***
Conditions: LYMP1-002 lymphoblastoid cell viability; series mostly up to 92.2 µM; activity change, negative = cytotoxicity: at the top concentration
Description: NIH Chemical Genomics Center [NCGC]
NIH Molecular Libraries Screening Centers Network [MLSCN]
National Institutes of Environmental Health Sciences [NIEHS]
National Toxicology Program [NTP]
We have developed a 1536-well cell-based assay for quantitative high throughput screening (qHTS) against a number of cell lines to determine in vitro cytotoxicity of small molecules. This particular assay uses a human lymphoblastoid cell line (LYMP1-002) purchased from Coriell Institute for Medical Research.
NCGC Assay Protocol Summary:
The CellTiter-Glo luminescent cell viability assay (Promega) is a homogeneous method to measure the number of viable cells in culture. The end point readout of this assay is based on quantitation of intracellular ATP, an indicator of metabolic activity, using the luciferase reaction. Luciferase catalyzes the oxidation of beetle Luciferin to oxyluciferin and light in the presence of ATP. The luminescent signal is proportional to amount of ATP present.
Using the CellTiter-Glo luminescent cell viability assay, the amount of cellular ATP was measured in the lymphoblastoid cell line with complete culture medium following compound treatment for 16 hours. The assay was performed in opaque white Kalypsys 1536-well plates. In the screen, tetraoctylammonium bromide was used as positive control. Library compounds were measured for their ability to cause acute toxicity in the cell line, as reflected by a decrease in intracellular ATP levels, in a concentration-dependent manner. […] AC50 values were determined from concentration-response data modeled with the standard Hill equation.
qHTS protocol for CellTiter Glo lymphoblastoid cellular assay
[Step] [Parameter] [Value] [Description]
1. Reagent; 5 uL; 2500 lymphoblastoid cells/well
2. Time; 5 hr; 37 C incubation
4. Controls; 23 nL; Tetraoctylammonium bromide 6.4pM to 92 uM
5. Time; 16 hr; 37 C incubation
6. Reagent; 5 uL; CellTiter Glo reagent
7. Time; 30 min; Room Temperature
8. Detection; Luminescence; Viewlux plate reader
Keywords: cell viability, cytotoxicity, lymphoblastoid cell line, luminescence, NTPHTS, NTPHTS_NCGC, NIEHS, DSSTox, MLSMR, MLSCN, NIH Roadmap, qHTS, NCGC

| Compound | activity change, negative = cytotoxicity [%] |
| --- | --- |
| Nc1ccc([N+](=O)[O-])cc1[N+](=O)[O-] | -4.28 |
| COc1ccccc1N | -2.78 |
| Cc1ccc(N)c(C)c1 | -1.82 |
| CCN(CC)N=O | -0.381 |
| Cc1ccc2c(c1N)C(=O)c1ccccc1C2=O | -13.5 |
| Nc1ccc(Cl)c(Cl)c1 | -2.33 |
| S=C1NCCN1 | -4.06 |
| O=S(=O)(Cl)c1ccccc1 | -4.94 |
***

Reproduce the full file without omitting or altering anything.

Conditions: LYMP1-002 lymphoblastoid cell viability; series mostly up to 92.2 µM; activity change, negative = cytotoxicity: at the top concentration
Description: NIH Chemical Genomics Center [NCGC]
NIH Molecular Libraries Screening Centers Network [MLSCN]
National Institutes of Environmental Health Sciences [NIEHS]
National Toxicology Program [NTP]
We have developed a 1536-well cell-based assay for quantitative high throughput screening (qHTS) against a number of cell lines to determine in vitro cytotoxicity of small molecules. This particular assay uses a human lymphoblastoid cell line (LYMP1-002) purchased from Coriell Institute for Medical Research.
NCGC Assay Protocol Summary:
The CellTiter-Glo luminescent cell viability assay (Promega) is a homogeneous method to measure the number of viable cells in culture. The end point readout of this assay is based on quantitation of intracellular ATP, an indicator of metabolic activity, using the luciferase reaction. Luciferase catalyzes the oxidation of beetle Luciferin to oxyluciferin and light in the presence of ATP. The luminescent signal is proportional to amount of ATP present.
Using the CellTiter-Glo luminescent cell viability assay, the amount of cellular ATP was measured in the lymphoblastoid cell line with complete culture medium following compound treatment for 16 hours. The assay was performed in opaque white Kalypsys 1536-well plates. In the screen, tetraoctylammonium bromide was used as positive control. Library compounds were measured for their ability to cause acute toxicity in the cell line, as reflected by a decrease in intracellular ATP levels, in a concentration-dependent manner. […] AC50 values were determined from concentration-response data modeled with the standard Hill equation.
qHTS protocol for CellTiter Glo lymphoblastoid cellular assay
[Step] [Parameter] [Value] [Description]
1. Reagent; 5 uL; 2500 lymphoblastoid cells/well
2. Time; 5 hr; 37 C incubation
4. Controls; 23 nL; Tetraoctylammonium bromide 6.4pM to 92 uM
5. Time; 16 hr; 37 C incubation
6. Reagent; 5 uL; CellTiter Glo reagent
7. Time; 30 min; Room Temperature
8. Detection; Luminescence; Viewlux plate reader
Keywords: cell viability, cytotoxicity, lymphoblastoid cell line, luminescence, NTPHTS, NTPHTS_NCGC, NIEHS, DSSTox, MLSMR, MLSCN, NIH Roadmap, qHTS, NCGC

| Compound | activity change, negative = cytotoxicity [%] |
| --- | --- |
| Nc1ccc([N+](=O)[O-])cc1[N+](=O)[O-] | -4.28 |
| COc1ccccc1N | -2.78 |
| Cc1ccc(N)c(C)c1 | -1.82 |
| CCN(CC)N=O | -0.381 |
| Cc1ccc2c(c1N)C(=O)c1ccccc1C2=O | -13.5 |
| Nc1ccc(Cl)c(Cl)c1 | -2.33 |
| S=C1NCCN1 | -4.06 |
| O=S(=O)(Cl)c1ccccc1 | -4.94 |